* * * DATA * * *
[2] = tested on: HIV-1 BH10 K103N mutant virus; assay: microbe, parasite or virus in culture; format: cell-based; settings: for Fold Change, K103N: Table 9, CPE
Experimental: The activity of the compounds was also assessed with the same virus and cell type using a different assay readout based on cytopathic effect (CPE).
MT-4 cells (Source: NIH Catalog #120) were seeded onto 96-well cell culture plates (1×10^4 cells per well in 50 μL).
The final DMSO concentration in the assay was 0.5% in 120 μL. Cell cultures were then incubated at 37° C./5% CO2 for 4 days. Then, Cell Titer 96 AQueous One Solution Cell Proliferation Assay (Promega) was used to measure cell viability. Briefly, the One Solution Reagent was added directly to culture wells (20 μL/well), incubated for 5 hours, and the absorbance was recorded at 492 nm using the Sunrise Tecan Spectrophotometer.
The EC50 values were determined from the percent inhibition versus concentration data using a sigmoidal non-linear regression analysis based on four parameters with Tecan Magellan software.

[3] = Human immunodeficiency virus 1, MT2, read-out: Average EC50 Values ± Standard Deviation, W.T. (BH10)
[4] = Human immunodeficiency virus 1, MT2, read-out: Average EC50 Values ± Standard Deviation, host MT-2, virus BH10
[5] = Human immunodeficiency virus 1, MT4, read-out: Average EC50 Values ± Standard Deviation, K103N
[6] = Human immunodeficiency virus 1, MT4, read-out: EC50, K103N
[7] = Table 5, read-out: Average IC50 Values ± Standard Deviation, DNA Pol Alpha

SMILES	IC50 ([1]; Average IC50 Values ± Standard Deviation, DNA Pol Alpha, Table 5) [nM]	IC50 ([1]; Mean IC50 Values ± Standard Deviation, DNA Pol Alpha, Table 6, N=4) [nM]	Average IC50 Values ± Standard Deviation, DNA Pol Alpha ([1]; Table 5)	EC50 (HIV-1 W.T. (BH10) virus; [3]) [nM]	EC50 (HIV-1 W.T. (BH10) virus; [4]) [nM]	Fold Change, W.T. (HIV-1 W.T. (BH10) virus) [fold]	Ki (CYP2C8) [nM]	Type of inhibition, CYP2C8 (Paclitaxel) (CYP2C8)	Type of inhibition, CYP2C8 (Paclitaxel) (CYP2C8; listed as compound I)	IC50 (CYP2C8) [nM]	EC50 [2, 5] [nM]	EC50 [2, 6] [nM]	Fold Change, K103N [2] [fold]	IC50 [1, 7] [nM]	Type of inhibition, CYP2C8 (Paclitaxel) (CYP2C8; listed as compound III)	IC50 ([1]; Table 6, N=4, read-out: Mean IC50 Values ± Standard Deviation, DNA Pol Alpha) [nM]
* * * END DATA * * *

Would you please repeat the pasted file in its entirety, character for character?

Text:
[2] = tested on: HIV-1 BH10 K103N mutant virus; assay: microbe, parasite or virus in culture; format: cell-based; settings: for Fold Change, K103N: Table 9, CPE
Experimental: The activity of the compounds was also assessed with the same virus and cell type using a different assay readout based on cytopathic effect (CPE).
MT-4 cells (Source: NIH Catalog #120) were seeded onto 96-well cell culture plates (1×10^4 cells per well in 50 μL).
The final DMSO concentration in the assay was 0.5% in 120 μL. Cell cultures were then incubated at 37° C./5% CO2 for 4 days. Then, Cell Titer 96 AQueous One Solution Cell Proliferation Assay (Promega) was used to measure cell viability. Briefly, the One Solution Reagent was added directly to culture wells (20 μL/well), incubated for 5 hours, and the absorbance was recorded at 492 nm using the Sunrise Tecan Spectrophotometer.
The EC50 values were determined from the percent inhibition versus concentration data using a sigmoidal non-linear regression analysis based on four parameters with Tecan Magellan software.

[3] = Human immunodeficiency virus 1, MT2, read-out: Average EC50 Values ± Standard Deviation, W.T. (BH10)
[4] = Human immunodeficiency virus 1, MT2, read-out: Average EC50 Values ± Standard Deviation, host MT-2, virus BH10
[5] = Human immunodeficiency virus 1, MT4, read-out: Average EC50 Values ± Standard Deviation, K103N
[6] = Human immunodeficiency virus 1, MT4, read-out: EC50, K103N
[7] = Table 5, read-out: Average IC50 Values ± Standard Deviation, DNA Pol Alpha

SMILES	IC50 ([1]; Average IC50 Values ± Standard Deviation, DNA Pol Alpha, Table 5) [nM]	IC50 ([1]; Mean IC50 Values ± Standard Deviation, DNA Pol Alpha, Table 6, N=4) [nM]	Average IC50 Values ± Standard Deviation, DNA Pol Alpha ([1]; Table 5)	EC50 (HIV-1 W.T. (BH10) virus; [3]) [nM]	EC50 (HIV-1 W.T. (BH10) virus; [4]) [nM]	Fold Change, W.T. (HIV-1 W.T. (BH10) virus) [fold]	Ki (CYP2C8) [nM]	Type of inhibition, CYP2C8 (Paclitaxel) (CYP2C8)	Type of inhibition, CYP2C8 (Paclitaxel) (CYP2C8; listed as compound I)	IC50 (CYP2C8) [nM]	EC50 [2, 5] [nM]	EC50 [2, 6] [nM]	Fold Change, K103N [2] [fold]	IC50 [1, 7] [nM]	Type of inhibition, CYP2C8 (Paclitaxel) (CYP2C8; listed as compound III)	IC50 ([1]; Table 6, N=4, read-out: Mean IC50 Values ± Standard Deviation, DNA Pol Alpha) [nM]